Written for all students of peacemaking and foreign policymaking—both scholars and practitioners--the chapters in this revised edition of Peacemaking in International Conflict provide cogent analyses and offer practical lessons for a variety of conflict settings, from disarmament and arms-control negotiations to subnational conflicts in the new and emerging states of the post–Cold War era: from the challenges for statecraft in addressing transnational political violence and “asymmetric” threats to international security.
This penetrating study of successful mediation in a half-dozen violent conflicts across the African continent focuses on a hitherto neglected dimension of mediation and the motivations of the parties in conflict—and of the mediators themselves—in initiating the mediation option.
The "problem" of many journalistic accounts and scholarly analyses of conflict mediation is that they detail the mediation process in full swing but have largely neglected the crucial phase of mediators' entry into the destructive and disturbing mass violence in Burundi, Rwanda, the Congo, Sudan, and West Africa and the border conflict between Ethiopia and Eritrea.
This collaboration of renowned scholars and a practitioner in conflict management and African politics seeks to draw wide-ranging and timely conclusions on the early stages of mediation from six case studies.
From NAFTA to NATO, from the WTO to the WHO, a vast array of international regimes manages an astounding number of regional and global problems. Yet the dynamics of these enormously influential bodies are barely understood. Scholars have scrutinized international regimes, but that scrutiny has been narrowly focused on questions of regime formation and regime compliance. Remarkably little attention has been paid to the crucial question of how regimes sustain themselves and evolve.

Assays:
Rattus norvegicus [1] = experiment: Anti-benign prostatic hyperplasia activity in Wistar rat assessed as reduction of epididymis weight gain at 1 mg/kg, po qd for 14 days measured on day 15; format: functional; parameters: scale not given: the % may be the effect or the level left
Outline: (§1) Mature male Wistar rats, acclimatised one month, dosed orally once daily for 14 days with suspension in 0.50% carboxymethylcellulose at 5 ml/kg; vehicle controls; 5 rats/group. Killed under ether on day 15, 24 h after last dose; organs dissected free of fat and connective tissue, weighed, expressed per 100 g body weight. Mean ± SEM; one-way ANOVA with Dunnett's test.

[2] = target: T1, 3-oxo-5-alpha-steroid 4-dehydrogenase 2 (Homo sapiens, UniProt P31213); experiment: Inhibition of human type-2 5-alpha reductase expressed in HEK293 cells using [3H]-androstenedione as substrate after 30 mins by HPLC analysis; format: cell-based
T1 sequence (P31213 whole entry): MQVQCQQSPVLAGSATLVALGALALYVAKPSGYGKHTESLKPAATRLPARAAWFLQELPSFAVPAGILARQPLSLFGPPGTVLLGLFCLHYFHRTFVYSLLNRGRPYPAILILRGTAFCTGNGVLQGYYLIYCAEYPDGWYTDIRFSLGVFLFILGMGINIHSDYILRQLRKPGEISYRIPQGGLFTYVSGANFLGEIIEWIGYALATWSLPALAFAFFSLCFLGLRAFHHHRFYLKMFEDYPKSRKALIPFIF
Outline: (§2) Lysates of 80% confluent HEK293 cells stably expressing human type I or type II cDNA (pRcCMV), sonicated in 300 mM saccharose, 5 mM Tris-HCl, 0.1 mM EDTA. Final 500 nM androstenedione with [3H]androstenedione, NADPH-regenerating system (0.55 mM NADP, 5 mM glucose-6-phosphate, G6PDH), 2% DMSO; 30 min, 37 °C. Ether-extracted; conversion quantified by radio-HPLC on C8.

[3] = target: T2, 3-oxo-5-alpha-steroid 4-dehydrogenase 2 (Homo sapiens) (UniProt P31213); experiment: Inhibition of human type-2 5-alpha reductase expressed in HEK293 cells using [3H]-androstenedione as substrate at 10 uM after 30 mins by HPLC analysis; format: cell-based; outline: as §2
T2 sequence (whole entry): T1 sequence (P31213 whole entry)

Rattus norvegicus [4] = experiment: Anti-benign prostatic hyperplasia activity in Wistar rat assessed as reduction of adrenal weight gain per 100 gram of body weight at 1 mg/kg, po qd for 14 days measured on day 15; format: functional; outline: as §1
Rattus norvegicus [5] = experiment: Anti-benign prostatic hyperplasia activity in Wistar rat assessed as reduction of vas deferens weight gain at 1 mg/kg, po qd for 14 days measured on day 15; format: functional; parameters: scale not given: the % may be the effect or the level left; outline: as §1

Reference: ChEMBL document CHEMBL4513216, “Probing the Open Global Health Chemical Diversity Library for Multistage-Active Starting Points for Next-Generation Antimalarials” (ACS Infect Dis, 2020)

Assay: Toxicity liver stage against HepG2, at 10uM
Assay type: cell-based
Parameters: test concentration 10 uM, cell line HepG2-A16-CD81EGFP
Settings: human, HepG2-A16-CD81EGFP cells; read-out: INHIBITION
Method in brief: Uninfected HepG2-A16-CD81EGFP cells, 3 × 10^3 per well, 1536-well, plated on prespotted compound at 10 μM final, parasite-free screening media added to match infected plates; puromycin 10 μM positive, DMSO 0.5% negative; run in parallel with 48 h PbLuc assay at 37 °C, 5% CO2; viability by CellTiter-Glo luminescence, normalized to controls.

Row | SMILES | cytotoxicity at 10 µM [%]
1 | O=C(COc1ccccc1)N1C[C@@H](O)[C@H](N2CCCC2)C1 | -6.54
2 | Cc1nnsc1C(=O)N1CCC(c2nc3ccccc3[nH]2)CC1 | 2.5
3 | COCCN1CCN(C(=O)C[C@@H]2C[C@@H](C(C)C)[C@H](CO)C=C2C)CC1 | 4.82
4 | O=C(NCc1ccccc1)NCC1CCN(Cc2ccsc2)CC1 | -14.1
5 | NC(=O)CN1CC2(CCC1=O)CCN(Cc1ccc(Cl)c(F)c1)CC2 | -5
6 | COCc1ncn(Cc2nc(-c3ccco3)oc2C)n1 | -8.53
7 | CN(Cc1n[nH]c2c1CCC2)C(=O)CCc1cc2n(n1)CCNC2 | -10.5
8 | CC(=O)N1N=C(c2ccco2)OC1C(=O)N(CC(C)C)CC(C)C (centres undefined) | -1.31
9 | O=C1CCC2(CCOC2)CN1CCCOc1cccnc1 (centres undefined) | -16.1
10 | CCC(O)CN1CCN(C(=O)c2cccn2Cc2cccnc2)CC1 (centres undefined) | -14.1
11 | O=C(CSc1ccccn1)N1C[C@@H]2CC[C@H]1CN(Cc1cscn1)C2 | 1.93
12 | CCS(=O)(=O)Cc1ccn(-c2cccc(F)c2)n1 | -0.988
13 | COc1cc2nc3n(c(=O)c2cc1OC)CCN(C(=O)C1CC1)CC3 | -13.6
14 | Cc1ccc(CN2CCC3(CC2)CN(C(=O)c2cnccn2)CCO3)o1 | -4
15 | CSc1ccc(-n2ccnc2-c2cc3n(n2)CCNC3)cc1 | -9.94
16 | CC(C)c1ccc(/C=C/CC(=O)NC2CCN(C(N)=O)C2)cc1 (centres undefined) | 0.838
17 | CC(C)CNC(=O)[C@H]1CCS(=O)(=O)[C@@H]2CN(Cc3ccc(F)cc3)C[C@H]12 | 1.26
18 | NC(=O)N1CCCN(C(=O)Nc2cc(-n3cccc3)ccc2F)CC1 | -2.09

This pioneering work sets about correcting that neglect. As its title suggests, Getting It Done explores how international regimes accomplish their goals—goals that constantly shift as problems change and the power of member-states shifts. In a series of conceptually bold opening chapters, the volume editors emphasize that successful evolution depends above all on a process of continuous negotiation—domestic as well as international—in which norms, principles, and rules are modified as circumstances and interests change.
The second part of the volume takes this framework and applies it to four case studies, two regional, two global. Each case study presents the aims, achievements, and structure of a regime and demonstrates how it adjusts its course through negotiation. A final chapter draws both theoretical and practical lessons for the future.
The methods and techniques of peacemaking--whether it is called conflict resolution, management, or transformation--have become increasingly sophisticated, partly in response to the increased complexity of international conflict today. This volume describes the tools and skills that are currently available and critically assesses their usefulness and limitations. The field's preeminent researchers and practitioners, including a diplomat and an NGO representative, present not only the more traditional approaches to peacemaking--bargaining and negotiation, third-party mediation, and arbitration and adjudication. They also present newer, "nonofficial" approaches that have attracted considerable attention for their innovativeness--social-psychological approaches, problem-solving workshops, conflict transformation, and training. Written for scholars as well as practitioners in all aspects of peacemaking and foreign policymaking, the chapters in Peacemaking in International Conflict provide cogent analyses and offer practical lessons for a variety of conflict settings, from disarmament and arms-control negotiations to subnational conflicts in the new and emerging states of the post-Cold War era.